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Bruce Catton was once asked how he could describe Civil War battles with such freshness, accuracy and power. “I don’t know,” replied Catton. “Maybe I was there.”
He wasn’t, of course: Catton was born more than three decades after the War Between the States. Yet this son of Northern Michigan grew up around a handful of veterans who enjoyed telling tales from the conflict. “By the time I knew them most of them had long gray beards,” wrote Catton many years later, when he could have grown his own gray beard. “Those terrible names out of the history books—Gettysburg, Shiloh, Stone’s River, Cold Harbor—came alive through these men. They had been there.”
The old men who dusted off their blue uniforms for Decoration Day soon went to their patriot graves. Yet their stories didn’t die with them. Catton carried their legacy forward in a series of books known for their meticulous research and narrative flair. Volumes such as A Stillness at Appomattox and The American Heritage Picture History of the Civil War helped Catton establish a legacy of his own—as one of the most influential historians of the 20th century.
Catton was born in Petoskey in 1899, the same year as Ernest Hemingway, another writer whose boyhood in Northern Michigan would shape his career. Whereas Hemingway was mostly a summer visitor to Walloon Lake and its environs, Catton was a native of the region. He grew up in what he called a “frost-bitten village,” along the shores of Crystal Lake. “The name of this town was Benzonia, and when we tried to tell strangers about it we usually had trouble because most people refused to believe that there was any such word,” he once wrote. According to legend, the name was a blend of Greek and Latin and it meant “good air.” Catton wasn’t sure about that, but knew that names have a way of evolving over time, as what was once La Riviere aux Bec Scies morphed into the Betsie River. So he didn’t fuss over Benzonia’s etymology: “The air was good there, and there was no harm in saying so.”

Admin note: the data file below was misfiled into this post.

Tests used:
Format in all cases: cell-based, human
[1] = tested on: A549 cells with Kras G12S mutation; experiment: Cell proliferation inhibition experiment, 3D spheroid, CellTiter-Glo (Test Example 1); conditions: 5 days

Religion was in the air as well. “Growing up in Benzonia was just a bit like growing up with the Twelve Apostles for next-door neighbors. You could never forget what you were here for,” recalled Catton. His father was a Congregationalist minister who taught at Benzonia Academy, a preparatory school, and later became its headmaster. The Cattons lived in a school building that still stands today as the Mills Community House. By the time it was built in 1909, lumberjacks had depleted Michigan’s forests so thoroughly that it was put up with pine imported from Georgia. The Benzonia Public Library, which includes a “Catton Room,” now occupies its first floor.
At the academy, Catton stumbled through Latin and hated geometry—and found that the study of history fired his imagination. He read about the Spanish conquistadors and the moundbuilding cultures of North America. He even tried his hand at writing a novel about a Mesoamerican king. “I realized after a time that I was not up to a novel,” he wrote many years later. “And anyway how could you do a piece of fiction whose hero is named Nezahualcoyotl? Utterly impossible.”